I didn't realize that Plushenko was accepted into the Vaganova school and that he chose figure skating over ballet. Thank you for the information.

He was but pretty early, around 11-12 yeaRS old, and that I guess had to do with his flexibility and long arms, at that time you should have seen his bielman by the way, before puberty his leg was vertical to the ground and could do it with both legs:wideeyes:


I somehow doubt that Knapp expects all figure skaters to look like John Curry or Baryshnikov, nor do I think that Plushenko aspires to a classical style. Sth funny, in greece Plushenko has the nickname Nureyev of Ice, but I suppose comes not from any comparisson but from him being Russian and just as popular. Your whole analysis in this thread is wonderful, I just caught up. And i agree,he is not a classic. I wouldnt call him graceful or delicate with the meaning I call Lambiel, and with all the back positions when he lands quads etc, but I like his bodyline for a figure skater, he gets some interesting poses mostly because of his flexible waist and long arms (i dont mean the flail). I so laughed with the perfect coordination of arms and legs, yeah, thats NOT Plushenko :p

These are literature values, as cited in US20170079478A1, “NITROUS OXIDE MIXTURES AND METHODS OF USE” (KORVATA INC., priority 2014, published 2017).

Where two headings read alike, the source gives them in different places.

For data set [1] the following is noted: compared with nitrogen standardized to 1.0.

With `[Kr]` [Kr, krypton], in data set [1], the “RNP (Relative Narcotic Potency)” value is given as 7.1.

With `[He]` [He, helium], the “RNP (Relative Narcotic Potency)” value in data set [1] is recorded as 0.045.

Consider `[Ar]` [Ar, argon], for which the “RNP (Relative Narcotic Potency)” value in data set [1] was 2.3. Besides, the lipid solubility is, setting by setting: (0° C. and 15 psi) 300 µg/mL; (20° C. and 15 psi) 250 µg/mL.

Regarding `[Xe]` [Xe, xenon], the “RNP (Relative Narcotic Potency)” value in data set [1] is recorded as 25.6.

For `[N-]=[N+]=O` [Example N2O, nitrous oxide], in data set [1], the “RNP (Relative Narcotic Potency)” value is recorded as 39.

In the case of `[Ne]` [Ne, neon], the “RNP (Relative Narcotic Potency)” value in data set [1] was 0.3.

In the exhibition he did I think in 2004, where he did both the male and female parts (and transformed his costume), I thought he showed grace and delicacy when doing the female part. He is one of the best exhibition skaters I've ever seen, because while he can make fun of himself, he doesn't make fun of the material.



That was his tribute to pairs skating right? Hilarious. That was Asisyai, it was not a tribute to pair skating, but a tribute to russian pandomime theater, this character was created by Slava Polunin (http://www.slavasnowshow.com/biography-e.htm)

Only a year went by and Polunin's famous clown, Asisyai, was born: This thoughtful, gentle, poetic character came into the world drawing on the poetic sadness of Leonid Engibarov's clownery, the refined philosophising of Marcel Marceau's pantomime, and the humanity and comic poignancy of great Chaplin's films. All of these Polunin considers his major teachers.